We travel for seven or so hours through rural Cambodia. It is flat! We must be in the Mekong River flood plain because all the houses are built on stilts. The people all live close to the road with endless rice fields behind. The rice was recently harvested, so the fields are brown, instead of the emerald green that you see in photographs of rice paddies. Cattle and water buffalo graze on the rice stubble. Actually, given the option, the water buffalo seem to prefer lounging up to their necks in ditches filled with muddy water.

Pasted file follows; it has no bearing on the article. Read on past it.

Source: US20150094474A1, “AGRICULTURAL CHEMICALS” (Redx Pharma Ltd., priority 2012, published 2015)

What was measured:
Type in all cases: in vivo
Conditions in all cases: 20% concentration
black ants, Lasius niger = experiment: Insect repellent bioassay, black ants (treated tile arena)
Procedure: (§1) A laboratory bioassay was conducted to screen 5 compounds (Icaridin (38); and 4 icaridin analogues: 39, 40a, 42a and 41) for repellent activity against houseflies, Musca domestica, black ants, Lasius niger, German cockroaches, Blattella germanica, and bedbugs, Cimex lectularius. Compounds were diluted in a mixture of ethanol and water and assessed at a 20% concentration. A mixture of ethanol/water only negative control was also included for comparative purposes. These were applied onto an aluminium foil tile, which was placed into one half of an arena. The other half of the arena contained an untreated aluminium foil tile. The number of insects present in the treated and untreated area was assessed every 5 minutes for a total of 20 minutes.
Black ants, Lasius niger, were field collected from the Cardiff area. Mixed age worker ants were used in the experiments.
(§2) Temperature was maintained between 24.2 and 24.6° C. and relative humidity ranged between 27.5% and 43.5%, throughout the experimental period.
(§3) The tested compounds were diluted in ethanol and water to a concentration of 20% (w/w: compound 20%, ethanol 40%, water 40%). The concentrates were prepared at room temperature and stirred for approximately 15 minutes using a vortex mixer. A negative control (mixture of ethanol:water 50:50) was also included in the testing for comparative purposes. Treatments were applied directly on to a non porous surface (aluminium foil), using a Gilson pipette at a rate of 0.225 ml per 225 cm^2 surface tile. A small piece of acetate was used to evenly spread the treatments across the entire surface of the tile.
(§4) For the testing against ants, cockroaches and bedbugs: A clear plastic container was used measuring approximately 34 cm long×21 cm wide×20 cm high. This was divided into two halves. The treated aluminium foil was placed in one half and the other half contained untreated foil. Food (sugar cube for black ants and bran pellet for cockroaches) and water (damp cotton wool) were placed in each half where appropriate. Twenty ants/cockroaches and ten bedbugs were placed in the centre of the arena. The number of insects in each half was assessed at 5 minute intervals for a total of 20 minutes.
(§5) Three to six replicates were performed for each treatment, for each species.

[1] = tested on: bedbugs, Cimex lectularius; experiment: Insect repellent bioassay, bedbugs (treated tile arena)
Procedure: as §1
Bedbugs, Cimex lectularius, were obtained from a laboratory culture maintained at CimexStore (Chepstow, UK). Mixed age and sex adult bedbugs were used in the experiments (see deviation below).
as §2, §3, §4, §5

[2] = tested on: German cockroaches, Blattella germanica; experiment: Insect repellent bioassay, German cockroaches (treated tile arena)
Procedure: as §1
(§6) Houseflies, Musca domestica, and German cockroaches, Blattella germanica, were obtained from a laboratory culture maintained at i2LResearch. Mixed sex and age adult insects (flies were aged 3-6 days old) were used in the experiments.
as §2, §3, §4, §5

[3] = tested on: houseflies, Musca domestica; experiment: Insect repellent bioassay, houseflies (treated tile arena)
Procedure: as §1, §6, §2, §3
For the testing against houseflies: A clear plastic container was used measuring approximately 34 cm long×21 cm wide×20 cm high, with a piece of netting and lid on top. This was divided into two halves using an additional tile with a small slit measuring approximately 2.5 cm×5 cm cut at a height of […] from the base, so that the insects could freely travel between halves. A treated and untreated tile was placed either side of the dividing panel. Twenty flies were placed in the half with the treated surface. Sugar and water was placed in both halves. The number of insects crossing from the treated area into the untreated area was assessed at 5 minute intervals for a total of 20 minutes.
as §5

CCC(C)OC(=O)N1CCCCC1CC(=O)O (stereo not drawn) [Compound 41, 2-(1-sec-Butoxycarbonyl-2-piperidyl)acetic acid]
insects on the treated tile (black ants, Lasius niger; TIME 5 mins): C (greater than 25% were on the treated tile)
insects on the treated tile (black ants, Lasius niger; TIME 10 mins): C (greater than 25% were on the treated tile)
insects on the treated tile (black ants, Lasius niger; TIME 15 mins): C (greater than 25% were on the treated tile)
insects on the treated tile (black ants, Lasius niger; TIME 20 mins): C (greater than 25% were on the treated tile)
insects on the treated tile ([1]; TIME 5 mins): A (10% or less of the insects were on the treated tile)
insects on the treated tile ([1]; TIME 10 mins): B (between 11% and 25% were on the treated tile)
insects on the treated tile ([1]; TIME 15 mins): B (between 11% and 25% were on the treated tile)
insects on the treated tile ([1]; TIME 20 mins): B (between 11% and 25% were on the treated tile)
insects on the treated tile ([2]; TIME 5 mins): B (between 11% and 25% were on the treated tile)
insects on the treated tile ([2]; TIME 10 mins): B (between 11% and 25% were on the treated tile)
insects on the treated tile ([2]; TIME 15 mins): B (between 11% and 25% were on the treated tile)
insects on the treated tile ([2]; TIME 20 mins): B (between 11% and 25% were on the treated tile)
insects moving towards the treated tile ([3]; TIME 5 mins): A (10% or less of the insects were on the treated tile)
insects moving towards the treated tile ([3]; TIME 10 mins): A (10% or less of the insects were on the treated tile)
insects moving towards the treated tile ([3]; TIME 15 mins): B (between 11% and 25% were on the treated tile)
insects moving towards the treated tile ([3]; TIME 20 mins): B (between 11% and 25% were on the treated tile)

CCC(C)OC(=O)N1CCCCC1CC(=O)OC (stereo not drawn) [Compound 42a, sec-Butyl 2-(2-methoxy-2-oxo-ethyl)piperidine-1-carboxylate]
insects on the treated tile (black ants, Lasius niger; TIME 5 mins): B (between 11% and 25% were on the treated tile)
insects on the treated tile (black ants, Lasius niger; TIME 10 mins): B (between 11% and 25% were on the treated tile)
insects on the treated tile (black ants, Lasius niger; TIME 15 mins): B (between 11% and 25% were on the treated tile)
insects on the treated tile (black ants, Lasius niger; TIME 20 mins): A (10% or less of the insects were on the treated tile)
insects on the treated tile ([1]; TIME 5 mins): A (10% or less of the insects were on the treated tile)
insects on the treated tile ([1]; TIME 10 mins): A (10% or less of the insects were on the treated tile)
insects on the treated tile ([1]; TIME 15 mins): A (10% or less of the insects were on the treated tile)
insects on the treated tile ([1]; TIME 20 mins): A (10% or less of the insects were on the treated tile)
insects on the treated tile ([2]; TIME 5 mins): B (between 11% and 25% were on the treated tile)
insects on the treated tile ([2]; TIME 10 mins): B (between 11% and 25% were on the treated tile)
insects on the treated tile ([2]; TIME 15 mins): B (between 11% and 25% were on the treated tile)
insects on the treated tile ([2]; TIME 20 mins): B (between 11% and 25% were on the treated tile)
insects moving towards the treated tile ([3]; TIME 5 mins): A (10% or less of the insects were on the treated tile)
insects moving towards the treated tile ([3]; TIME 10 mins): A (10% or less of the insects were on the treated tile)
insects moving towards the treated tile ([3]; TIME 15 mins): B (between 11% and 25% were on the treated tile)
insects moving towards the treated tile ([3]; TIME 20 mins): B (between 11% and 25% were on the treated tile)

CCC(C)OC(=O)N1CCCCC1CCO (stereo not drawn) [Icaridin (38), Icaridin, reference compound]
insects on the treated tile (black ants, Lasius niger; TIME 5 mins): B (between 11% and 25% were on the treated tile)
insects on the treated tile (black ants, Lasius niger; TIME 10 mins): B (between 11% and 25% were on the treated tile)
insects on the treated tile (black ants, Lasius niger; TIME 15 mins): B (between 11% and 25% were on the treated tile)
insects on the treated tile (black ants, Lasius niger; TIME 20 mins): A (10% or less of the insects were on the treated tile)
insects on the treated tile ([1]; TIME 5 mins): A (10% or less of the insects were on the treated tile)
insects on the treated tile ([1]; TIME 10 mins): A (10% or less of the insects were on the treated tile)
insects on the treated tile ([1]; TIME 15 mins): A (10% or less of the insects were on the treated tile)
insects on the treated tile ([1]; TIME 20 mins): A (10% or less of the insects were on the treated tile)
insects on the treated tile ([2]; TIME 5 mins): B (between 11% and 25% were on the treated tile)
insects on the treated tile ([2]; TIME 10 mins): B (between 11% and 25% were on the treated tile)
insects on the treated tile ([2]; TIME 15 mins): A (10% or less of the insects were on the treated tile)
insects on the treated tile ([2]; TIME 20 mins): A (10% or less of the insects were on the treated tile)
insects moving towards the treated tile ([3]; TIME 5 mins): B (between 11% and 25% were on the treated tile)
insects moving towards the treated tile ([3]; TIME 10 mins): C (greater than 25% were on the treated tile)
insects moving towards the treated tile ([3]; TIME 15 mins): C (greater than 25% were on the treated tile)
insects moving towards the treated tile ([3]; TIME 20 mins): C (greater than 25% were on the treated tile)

Curiously, among mostly simple houses constructed of weathered boards, there will suddenly be a large, brand-new house with sparkling paint and fancy balconies.
Siem Reap, the town closest to Angkor Wat, is tourist central. There must be hundreds of bars, restaurants and hotels. There is a thoroughfare called, appropriately, Pub Street. In the last decade or so, Angkor Wat has become one of the must-see tourist destinations.
We engaged a tuk tuk driver for the next three days to schlep us around the sites and make suggestions as to where we should go next.
The Xing Angor hotel actually has a swimming pool -- a cut above our usual accommodations.